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1. The Role of Neural and Hormonal Mechanisms in Aggression 2. Phineas Gage <ul><li>One of the best examples of how brain injury can influence aggressive…
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  • 1. The Role of Neural and Hormonal Mechanisms in Aggression
  • 2. Phineas Gage <ul><li>One of the best examples of how brain injury can influence aggressive behaviour is the case of Phineas Gage. </li></ul><ul><li>Working on a railway in 1848, he had an accident in which a tamping iron went up through his face , behind his left eye and out through the top of his head. </li></ul><ul><li>He survived the accident, but his personality was changed, including a huge increase in aggression. </li></ul>*@!* off, I’ve got a splitting headache!
  • 3. Neural Mechanisms – Brain structure <ul><li>Normal aggressive behaviour is not dependent on separate brain structures, but interaction of a system of structures. </li></ul>Organised hierarchically and moderated by the pre-frontal cortex.
  • 4. The Role of the Amygdala <ul><li>Kluver-Bucy syndrome – taming effect found in rhesus monkeys by removing part of the temporal lobes and therefore destroying the amygdala. </li></ul><ul><li>Narabyashi et al (1972) – 43 / 51 patients whose amygdala was destroyed through psychosurgery showed reduced aggression afterwards. </li></ul>
  • 5. <ul><li>Mark & Ervin (1970) – case study of female patient behaviour following electrical stimulation of amygdala . </li></ul><ul><li>She exhibited facial grimacing, became very angry and flung herself at the wall. </li></ul><ul><li>Ashford (1980) – temporal lobe epileptics often become aggressive, attacking furniture and people. </li></ul>
  • 6. Muller et al (2003) showed 6 male psychopaths and 6 male controls a series of positive and negative pictures whilst in MR scanner. Found increased activity in the amygdala. The exact role of the amygdala in aggression is unclear, but it is certainly a significant one. Research suggests an interaction between the amygdala and the pre-frontal cortex.
  • 7. The Role of the Prefrontal Cortex <ul><li>Regulates the emotional responses driven by the amygdala. </li></ul><ul><li>Damage to prefrontal cortex results in impulsivity, immaturity and loss of control. </li></ul><ul><li>Anderson et al (1999) – damage during infancy related to aggressive behaviour as adults. </li></ul><ul><li>Case studies comparing early onset damage with adult onset damage to frontal lobes. </li></ul><ul><li>Early onset patients also performed poorly on tests of moral and pro-social reasoning. </li></ul>This brings in a cognitive element also then. Remember to think ‘approaches’ at all times!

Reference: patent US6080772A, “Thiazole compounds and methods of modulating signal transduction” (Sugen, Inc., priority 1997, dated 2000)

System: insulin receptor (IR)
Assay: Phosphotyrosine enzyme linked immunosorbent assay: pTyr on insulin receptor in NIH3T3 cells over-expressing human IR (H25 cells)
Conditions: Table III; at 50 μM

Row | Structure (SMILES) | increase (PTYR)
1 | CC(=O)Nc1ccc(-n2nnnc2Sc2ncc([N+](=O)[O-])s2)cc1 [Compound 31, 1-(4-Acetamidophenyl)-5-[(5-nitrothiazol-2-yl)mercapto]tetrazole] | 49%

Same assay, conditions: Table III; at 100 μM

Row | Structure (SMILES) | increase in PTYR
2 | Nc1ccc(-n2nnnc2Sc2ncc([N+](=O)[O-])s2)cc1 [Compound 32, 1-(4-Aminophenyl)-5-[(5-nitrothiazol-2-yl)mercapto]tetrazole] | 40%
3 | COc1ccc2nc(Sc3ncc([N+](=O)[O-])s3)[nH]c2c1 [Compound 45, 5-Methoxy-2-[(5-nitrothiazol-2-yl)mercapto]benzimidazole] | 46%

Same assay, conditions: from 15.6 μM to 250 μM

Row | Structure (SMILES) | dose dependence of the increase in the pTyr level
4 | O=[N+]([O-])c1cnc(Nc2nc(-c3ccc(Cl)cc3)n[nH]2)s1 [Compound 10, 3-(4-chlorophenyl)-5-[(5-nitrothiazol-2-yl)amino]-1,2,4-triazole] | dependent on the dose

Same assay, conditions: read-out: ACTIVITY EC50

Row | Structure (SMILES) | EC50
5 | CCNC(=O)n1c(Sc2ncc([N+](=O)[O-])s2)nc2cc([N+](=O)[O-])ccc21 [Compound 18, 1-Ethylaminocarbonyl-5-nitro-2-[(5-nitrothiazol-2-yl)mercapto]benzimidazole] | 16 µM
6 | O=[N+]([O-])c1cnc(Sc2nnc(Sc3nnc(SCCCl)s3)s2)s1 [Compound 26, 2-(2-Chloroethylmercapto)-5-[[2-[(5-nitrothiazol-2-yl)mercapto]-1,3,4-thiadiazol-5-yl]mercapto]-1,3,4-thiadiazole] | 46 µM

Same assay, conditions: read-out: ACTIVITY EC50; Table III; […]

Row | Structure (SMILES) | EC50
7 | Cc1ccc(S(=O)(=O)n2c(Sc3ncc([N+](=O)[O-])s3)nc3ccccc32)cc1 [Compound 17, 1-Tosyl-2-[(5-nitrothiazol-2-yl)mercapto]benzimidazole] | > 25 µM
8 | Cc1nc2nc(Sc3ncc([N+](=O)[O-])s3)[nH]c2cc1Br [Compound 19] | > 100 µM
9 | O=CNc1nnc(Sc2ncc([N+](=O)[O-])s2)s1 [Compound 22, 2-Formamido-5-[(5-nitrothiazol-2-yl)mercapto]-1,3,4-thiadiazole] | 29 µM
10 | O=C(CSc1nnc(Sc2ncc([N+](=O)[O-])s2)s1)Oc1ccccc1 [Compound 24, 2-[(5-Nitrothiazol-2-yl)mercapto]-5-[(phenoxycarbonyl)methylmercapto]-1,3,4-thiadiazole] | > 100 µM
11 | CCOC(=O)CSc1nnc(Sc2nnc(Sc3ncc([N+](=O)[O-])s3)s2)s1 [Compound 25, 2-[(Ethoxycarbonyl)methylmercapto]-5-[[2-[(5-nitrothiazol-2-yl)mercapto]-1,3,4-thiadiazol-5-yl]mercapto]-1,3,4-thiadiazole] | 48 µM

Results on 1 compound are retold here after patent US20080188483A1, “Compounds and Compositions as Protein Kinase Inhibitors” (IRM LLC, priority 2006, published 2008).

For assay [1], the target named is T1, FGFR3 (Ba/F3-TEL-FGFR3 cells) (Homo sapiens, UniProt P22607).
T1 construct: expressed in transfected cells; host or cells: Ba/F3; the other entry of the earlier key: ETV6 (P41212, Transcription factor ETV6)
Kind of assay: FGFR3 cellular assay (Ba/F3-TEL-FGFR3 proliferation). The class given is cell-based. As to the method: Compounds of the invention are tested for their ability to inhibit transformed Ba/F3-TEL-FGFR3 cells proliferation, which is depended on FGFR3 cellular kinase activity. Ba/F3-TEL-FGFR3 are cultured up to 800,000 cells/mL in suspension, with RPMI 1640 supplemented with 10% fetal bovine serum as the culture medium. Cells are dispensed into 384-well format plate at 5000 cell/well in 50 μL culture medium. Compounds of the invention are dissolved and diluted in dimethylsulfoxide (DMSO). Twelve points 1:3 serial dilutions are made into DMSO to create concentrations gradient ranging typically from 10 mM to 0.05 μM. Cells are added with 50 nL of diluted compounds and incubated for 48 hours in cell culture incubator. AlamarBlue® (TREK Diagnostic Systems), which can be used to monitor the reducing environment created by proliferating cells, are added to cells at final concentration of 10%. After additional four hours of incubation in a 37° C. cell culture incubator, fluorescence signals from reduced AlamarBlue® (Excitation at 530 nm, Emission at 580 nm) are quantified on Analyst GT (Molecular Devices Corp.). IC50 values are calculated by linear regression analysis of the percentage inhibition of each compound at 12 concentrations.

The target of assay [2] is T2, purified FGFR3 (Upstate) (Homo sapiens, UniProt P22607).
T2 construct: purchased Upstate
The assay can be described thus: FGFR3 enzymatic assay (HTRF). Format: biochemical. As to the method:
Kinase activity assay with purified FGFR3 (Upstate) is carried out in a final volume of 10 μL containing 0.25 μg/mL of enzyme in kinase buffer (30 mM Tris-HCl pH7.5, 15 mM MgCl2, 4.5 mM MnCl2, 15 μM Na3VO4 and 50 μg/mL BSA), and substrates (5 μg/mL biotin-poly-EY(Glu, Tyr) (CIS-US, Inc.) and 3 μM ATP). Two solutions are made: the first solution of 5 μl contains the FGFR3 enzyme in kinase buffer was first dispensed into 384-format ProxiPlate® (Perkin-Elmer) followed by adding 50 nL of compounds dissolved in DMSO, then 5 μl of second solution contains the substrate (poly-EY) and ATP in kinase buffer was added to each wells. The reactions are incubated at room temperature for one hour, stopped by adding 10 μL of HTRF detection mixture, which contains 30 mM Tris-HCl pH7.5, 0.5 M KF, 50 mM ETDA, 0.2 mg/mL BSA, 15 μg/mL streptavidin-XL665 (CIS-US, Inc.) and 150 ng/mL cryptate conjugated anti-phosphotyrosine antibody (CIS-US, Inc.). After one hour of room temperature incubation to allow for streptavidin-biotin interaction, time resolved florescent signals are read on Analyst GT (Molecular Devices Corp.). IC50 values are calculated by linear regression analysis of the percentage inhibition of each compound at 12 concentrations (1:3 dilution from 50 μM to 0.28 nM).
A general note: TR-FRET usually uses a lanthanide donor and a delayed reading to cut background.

• 8. <ul><li>Raine et al (1997) – investigated brain activity of 41 murderers using PET scans. </li></ul><ul><li>Found reduced glucose metabolism in prefrontal cortex, suggesting this brain area is less active than in normal controls. </li></ul><ul><li>Volkow et al (1995) found violent psychiatric patients had reduced cerebral blood flow to prefrontal cortex. </li></ul> During the 1940s, frontal lobe lobotomies were performed with startling regularity ; partly because of the ‘calming’ effect on patients with a range of mental health problems – from depression to ADHD to OCD.
  • 9. The Role of Neurotransmitters <ul><li>The neurotransmitter serotonin influences aggressive behaviour. </li></ul><ul><li>In research with vervet monkeys, reducing serotonin levels resulted in increased aggressive behaviour, whereas increasing serotonin decreased the aggressive occurrences. </li></ul><ul><li>Drugs to raise serotonin levels, such as trytophan have been given to juvenile delinquents and unpredictable institutionalised patients. </li></ul>The relationships found here are CORRELATIONAL. What are the weaknesses of correlational research? So… the higher the serotonin level, the lower the aggression.
  • 10. Hormones and Aggression - Testosterone <ul><li>Beeman (1947) castrated male mice and found that aggressiveness reduced. </li></ul><ul><li>He later injected the mice with testosterone which re-established their aggressiveness. </li></ul><ul><li>Castration has since been used as a method for making domestic and farm animals more manageable. </li></ul>
  • 11. <ul><li>Testosterone is also clearly related to aggression in humans. </li></ul><ul><li>Dabbs et al (1995) – measured testosterone in saliva of 692 adult male prisoners. Found higher levels in rapists and violent offenders than in burglars and thieves. </li></ul><ul><li>Dabbs et al (1996) – looked at 12 fraternities in 2 universities. Members of fraternities with highest levels of testosterone were described as boisterous and macho, those with lowest were attentive and helpful. </li></ul>Those frat boys at it again… But remember these are correlations and what do we know about correlations?..
  • 12. <ul><li>The same effects of testosterone are also found in women. </li></ul><ul><li>Dabbs et al (1988) – female prisoners. Testosterone highest in cases of unprovoked violence but lowest where violence was defensive (eg. In domestic abuse cases) </li></ul>Other research has found conflicting results, but this is to do with the operationalisation of ‘aggression’. Think MAID now – (methods, approaches, issues, debates) Working in pairs, come up with as many points as you can.
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